Granger is director general of IT for the NHS and senior responsible owner of the world's largest civil IT scheme, the national programme for IT in the NHS (NPfIT).
Naylor is chief executive of University College London Hospitals NHS Foundation Trust, which he hopes will begin a full roll-out next month of a customised version of one of the NPfIT's main products: Carecast, from US-based company IDX.
Naylor's project has run into trouble - it has been delayed four times - but he has control over the implementation team and his trust's contract with IDX: he chairs his trust's project board for the introduction of electronic patient records.
Granger's national programme has also run into delays and he has a large degree of control over the scheme's suppliers and contracts. But over other aspects of the project he has less direct influence: he cannot force doctors and nurses to work differently to make best use of new national systems. Between him and local implementation teams are layers of NHS organisations: the Department of Health, clinical groups, clusters, strategic health authorities, primary care trusts and local hospitals.
In comparison, Naylor's programme, although problematic, seems simple. Strictly speaking UCLH is outside the NPfIT: the trust signed a contract with IDX in September 2003. Months later, the NPfIT agreed a separate contract with local service providers BT and Fujitsu, both of which will help install new national systems, including Carecast, in trusts in London and southern England.
Some trusts are hampered in dealing directly with IDX because the NPfIT's contracts are between the suppliers and the Department of Health. This distance between the suppliers and trusts is of concern to some NHS executives. For example a paper dated 24 February 2005, to the board of the Bristol South and West Primary Care trust, said, "No NHS staff in the southern cluster have been allowed by the NPfIT to see the contracts the NPfIT have signed with FJA [Fujitsu Alliance, the region's local service provider]."
In contrast, Naylor is grateful he can deal directly with IDX. He told Computer Weekly, "The contract we have with IDX is an entirely separate contract from the national programmeÉ Because our contract is directly with IDX we have engaged with the company on a one-to-one basis, whereas the London contract is through BT."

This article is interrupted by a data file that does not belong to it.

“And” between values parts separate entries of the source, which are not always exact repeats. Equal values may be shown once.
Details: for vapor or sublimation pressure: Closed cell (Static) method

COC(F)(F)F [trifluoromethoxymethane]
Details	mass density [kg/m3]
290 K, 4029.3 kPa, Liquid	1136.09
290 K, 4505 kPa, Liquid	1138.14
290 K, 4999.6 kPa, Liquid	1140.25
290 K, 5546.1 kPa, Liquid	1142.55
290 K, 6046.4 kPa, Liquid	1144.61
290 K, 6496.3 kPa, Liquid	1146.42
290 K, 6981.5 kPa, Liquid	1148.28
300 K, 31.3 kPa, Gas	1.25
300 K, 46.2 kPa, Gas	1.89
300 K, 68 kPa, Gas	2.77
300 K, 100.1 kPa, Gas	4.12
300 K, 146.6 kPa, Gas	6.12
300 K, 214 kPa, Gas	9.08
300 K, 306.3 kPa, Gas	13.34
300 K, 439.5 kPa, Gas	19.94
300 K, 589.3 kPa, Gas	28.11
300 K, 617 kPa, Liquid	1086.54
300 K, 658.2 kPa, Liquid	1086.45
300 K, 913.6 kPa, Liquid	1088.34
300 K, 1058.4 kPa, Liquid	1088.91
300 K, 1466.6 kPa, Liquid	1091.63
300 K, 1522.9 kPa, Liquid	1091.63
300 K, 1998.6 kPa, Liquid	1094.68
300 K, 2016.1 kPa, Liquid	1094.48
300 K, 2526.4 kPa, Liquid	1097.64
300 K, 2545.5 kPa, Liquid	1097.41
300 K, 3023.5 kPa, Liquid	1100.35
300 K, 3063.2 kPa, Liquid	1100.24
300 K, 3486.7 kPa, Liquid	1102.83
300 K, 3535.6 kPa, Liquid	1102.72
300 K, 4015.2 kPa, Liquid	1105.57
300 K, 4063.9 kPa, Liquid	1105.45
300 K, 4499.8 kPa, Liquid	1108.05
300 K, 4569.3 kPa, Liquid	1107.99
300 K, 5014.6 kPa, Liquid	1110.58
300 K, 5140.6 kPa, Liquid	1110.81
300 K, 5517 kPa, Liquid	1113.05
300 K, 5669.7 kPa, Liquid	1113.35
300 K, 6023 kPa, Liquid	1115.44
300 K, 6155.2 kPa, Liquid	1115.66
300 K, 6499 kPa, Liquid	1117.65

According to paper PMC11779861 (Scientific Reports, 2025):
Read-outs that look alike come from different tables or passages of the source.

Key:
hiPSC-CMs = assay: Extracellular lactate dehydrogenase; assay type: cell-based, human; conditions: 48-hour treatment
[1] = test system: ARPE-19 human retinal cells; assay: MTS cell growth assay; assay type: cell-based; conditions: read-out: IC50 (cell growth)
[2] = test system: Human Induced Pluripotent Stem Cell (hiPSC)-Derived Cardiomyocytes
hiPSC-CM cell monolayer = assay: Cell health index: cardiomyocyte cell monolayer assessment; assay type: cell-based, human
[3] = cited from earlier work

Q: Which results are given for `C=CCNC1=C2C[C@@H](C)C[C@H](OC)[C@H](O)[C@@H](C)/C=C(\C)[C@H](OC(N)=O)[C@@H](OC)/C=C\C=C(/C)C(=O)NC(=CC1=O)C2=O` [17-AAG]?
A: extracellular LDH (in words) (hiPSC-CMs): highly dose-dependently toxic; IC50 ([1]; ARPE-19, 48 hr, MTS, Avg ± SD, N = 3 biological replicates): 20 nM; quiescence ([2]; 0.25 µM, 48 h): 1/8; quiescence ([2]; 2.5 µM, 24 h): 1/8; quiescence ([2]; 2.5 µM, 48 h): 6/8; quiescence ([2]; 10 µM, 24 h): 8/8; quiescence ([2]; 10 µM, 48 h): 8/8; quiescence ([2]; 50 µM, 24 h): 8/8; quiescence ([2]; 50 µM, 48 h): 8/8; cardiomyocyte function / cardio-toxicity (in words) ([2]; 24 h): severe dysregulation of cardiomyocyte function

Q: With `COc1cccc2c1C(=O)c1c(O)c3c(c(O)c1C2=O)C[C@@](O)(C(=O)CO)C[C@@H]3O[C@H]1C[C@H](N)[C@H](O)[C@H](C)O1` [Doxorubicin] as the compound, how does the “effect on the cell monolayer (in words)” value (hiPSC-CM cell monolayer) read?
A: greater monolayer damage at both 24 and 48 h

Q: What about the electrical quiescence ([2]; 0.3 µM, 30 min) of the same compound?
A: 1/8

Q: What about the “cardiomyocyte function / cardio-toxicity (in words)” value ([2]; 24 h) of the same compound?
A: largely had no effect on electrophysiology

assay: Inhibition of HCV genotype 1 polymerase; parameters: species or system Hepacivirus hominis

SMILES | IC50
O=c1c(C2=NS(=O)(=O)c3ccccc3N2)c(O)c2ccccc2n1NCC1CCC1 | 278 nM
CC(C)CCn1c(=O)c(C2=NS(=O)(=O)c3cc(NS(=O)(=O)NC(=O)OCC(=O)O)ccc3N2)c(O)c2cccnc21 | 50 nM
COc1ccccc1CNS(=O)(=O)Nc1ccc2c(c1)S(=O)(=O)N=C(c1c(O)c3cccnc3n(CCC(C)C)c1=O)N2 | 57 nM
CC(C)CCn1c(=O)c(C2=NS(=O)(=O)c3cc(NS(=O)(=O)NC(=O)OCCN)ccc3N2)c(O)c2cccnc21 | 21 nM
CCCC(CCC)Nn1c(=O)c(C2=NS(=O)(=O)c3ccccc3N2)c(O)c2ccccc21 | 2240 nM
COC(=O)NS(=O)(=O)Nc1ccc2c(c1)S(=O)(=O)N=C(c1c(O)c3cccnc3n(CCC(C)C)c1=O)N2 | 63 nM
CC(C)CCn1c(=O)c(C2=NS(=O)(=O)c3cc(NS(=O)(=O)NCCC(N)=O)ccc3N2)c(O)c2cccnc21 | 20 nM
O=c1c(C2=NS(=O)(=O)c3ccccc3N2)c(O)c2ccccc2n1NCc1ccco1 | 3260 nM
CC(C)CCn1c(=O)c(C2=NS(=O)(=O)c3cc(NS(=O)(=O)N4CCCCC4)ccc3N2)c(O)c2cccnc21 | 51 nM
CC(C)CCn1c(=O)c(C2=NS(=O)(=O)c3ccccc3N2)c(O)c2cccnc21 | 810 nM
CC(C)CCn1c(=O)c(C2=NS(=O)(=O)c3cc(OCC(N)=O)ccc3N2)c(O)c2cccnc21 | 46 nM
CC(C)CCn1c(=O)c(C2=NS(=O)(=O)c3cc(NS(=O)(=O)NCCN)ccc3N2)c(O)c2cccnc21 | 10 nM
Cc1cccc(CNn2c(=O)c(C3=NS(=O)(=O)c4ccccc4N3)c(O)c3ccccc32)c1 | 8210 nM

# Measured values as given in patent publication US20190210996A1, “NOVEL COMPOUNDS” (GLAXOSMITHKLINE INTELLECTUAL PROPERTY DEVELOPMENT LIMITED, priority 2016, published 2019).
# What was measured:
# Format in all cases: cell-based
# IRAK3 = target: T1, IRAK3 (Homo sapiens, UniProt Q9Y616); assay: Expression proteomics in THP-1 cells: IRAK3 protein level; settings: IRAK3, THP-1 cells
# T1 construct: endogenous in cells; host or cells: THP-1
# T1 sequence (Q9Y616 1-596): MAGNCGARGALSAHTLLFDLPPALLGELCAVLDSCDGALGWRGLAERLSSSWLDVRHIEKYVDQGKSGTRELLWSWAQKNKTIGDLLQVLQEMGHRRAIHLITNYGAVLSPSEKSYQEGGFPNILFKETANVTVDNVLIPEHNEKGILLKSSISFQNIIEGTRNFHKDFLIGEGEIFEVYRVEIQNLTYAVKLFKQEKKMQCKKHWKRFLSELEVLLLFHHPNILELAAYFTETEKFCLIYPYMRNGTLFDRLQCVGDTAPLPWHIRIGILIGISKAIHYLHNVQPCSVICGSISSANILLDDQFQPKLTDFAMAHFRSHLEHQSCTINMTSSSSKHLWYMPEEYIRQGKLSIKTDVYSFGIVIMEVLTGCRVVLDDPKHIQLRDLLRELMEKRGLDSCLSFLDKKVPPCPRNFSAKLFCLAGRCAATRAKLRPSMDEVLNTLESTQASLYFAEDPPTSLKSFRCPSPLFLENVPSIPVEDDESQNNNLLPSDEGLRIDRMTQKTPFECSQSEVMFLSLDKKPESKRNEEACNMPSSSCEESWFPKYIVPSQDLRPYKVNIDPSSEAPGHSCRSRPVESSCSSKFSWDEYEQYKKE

Naylor has another advantage over the chief executives of other trusts: the trust is moving into a new 18-storey hospital in Euston Road, London.
Naylor said, "I think we have a major advantage over the rest of the health service, because for the past five years the clinicians have been expecting a completely new hospital. Therefore, they are all expecting to work differently. So it has not been difficult to get them motivated and thinking about the use of new technology in this new environment."
IDX's proven "Lastword" product was due to go live within UCLH last summer, which would have allowed at least eight months for the product to stabilise before it was introduced into the new hospital. But UCLH decided to buy a newer product from IDX, Carecast, which has led to far more Anglicisation of software than initially expected.
IDX "seriously underestimated the effort needed", according to UCLH. What began as an implementation scheme has turned into a software development project, said UCLH in a board paper last October.
In response, Robert Baker, managing director of IDX Systems UK, said, "Some delays are to be expected in return for the benefits of a new solution."
A risk for Naylor is that Carecast will run into serious problems when the new hospital starts admitting patients. But the risks are mitigated by taking on patients gradually along with a stepped introduction for the system.
Since February a trial of Carecast at the Hospital for Tropical Diseases, the smallest of UCLH's sites, has gone well and Naylor is reasonably confident of success.
But he and his team have confronted many difficulties on a scheme in which they have direct control over the supplier, the contract, the implementation and the change management programme. Their experiences underline the scale of the task for Granger and other trusts in making a success of the much more labyrinthine national programme.